- Vowing to be a better parent in 2013? Maybe you shouldn't
- Take the pressure off yourself to be perfect at everything
- In order to change ineffective behaviors, you must understand them
What if, this year, you didn't make a New Year's resolution to be more patient as a parent, didn't promise to be more attentive, or didn't vow to be more (insert here whatever you're feeling most remorseful about not being)?
Many moms and dads make a sweeping resolution to be better parents at the start of each new year. However, if you forgo this tradition, then you will likely be doing yourself a favor by saving yourself from guilt later. Why? These are resolutions you probably can't keep—not just because you decide to, anyway.
In my years as a parent coach, I've learned that being a more successful parent is complicated and requires more than simply deciding to make a change. As with most self-improvements, whether it's losing weight, curbing procrastination, or putting an end to gossiping, there are two key elements you need to make real change: an understanding of why the undesirable or ineffective behavior exists in the first place, and an ability to keep at a new approach over time until it successfully becomes a habit.
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Take the excessive yelling-at-the-kids problem, which many parents repeatedly resolve to end. If you're screaming, it's probably because your kids act like they don't hear your or ignore what they've heard. You probably wouldn't be yelling if you knew of a better way to gain their compliance. Modifying a child's behavior first requires an understanding of the underlying reason for the behavior. Despite what it seems, the behavior isn't just about your kids pushing your buttons.
Next, parents need an effective strategy to address the cause. Regardless of the root issue, parents should feel no shame about seeking information (which, by the way, we're not born with) from experienced parents that you view as role models, by attending workshops, reading parenting books, and seeking out reliable information from research and professionals. A nation-wide study commissioned by Zero to Three, a national organization that works to improve the lives of infants and toddlers, found that the majority of parents have misconceptions about children's capacity for emotions and self-regulation, and how early experiences impact their development.
In short, being a parent doesn't make you an expert in parenting. An accurate understanding of behavior helps parents figure out appropriate responses that have a positive long-term impact on healthy social, emotional and cognitive growth.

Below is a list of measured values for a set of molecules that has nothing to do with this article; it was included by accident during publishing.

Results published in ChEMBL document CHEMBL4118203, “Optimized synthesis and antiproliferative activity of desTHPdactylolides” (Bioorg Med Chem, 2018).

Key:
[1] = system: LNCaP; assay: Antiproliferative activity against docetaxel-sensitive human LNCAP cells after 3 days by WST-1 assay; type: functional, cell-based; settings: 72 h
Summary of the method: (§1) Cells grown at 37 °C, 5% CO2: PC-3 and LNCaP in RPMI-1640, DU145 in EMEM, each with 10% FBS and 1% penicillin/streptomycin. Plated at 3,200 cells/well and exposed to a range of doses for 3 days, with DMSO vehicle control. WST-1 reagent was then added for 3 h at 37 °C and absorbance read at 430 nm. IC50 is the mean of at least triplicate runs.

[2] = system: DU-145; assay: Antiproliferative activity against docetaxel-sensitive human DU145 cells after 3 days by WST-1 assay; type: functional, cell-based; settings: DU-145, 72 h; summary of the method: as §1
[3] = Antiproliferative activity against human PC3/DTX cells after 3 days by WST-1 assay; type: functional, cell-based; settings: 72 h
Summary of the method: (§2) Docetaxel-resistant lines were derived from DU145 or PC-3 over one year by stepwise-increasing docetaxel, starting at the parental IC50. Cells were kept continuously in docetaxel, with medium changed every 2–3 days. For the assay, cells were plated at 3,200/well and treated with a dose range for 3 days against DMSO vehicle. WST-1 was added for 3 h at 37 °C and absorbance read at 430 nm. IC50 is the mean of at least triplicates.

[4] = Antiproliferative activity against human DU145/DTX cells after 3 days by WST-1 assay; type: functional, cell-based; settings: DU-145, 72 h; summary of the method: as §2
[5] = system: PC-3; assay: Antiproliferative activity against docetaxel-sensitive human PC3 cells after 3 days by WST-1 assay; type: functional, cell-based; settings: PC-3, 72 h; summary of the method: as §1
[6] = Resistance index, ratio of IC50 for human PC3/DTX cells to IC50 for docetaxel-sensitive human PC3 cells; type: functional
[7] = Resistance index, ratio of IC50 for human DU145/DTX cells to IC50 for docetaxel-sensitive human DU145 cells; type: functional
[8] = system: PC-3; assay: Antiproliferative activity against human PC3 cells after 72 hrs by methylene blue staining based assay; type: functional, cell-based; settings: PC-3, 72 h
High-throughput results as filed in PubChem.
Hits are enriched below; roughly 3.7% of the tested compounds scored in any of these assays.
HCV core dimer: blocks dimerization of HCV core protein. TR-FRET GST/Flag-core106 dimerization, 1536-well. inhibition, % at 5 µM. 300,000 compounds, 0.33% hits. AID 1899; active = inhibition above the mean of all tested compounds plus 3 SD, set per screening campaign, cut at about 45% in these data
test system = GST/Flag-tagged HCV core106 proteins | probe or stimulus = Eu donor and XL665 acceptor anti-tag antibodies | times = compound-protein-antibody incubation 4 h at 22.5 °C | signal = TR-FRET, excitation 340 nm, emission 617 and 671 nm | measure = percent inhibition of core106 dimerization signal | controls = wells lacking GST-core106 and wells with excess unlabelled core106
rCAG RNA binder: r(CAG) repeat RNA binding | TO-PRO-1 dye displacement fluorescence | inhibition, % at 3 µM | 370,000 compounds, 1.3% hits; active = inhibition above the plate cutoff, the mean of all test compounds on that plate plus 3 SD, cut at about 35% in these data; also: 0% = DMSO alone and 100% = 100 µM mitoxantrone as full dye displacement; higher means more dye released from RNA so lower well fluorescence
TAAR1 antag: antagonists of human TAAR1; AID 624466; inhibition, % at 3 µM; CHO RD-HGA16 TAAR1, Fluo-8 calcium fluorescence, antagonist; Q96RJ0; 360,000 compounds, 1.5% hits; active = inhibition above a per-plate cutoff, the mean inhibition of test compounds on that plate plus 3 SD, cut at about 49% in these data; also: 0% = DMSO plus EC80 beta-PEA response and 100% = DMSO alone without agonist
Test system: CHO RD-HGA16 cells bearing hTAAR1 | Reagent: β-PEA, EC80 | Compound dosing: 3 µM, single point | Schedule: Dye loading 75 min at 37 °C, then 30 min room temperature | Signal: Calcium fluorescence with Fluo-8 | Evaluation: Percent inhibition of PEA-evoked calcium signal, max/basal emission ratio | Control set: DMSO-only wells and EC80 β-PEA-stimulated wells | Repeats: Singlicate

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Even armed with the latest research on child development, how can you stick to trying new skills when parenting is so overwhelming, you're exhausted, and there are so many things you want to do better? Trying to consistently apply many techniques at the same time until they become habit is not only challenging, it's nearly impossible.
You can easily become discouraged and tempted to throw in the towel. However, I have come to realize over the years that dealing with just one challenge at a time allows for focus and consistency, and better motivates parents for the next challenge. As one mother told me, "Seeing the payoff of each small success in my parenting gives me the confidence to learn about and apply another skill."
Even though none of us is ever going to be perfect, every new competency we conquer does have a long-lasting impact on our children, from understanding how to teach children self-control, to helping them gain confidence, to learning how to gain their cooperation (so we don't resort to yelling).
If I could offer only one piece of parenting advice for the new year, it would be to encourage parents to take the pressure off themselves to be good at everything at once. After all, learning takes place by layering skills. Whether it's a foreign language or a new sport, we don't get good at things overnight. We start with whatever natural instincts or talents we possess, and work from there, improving over time.
You might argue that we shouldn't have to learn or practice parenting skills at all. Just look around, and you'll see this isn't true. "I didn't know it would be this hard—I thought everything would come naturally, and I would just instinctively fall into my role as a mother and know what to do," a client lamented. While I believe in the importance of paying attention to one's instincts, often what our instincts tell us to do simply doesn't work.
It's unreasonable to expect parents to just "figure it out." If we can ask for advice and instruction in almost every other endeavor, why should there be a stigma around seeking guidance for parenting, which is one of the most important roles one can have in life? After all, parenting is complex and requires a myriad of skills, strategies and decisions. To further complicate matters, there is new information at different developmental stages of our kids' lives, and through various life events (a new sibling, moving, an illness), as well as appropriate approaches for each child's personality and learning style. It's no wonder that we tend to put too much pressure on ourselves and set ourselves up for failure.
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So, think of parenting as a process where you continuously have the opportunity to take on a new challenge, acquire knowledge, and improve your performance. And, this year, instead of promising to transform yourself overnight into a better parent, how about committing to continually improve your parenting little by little, by learning, thinking deeply about, and mastering one skill at a time?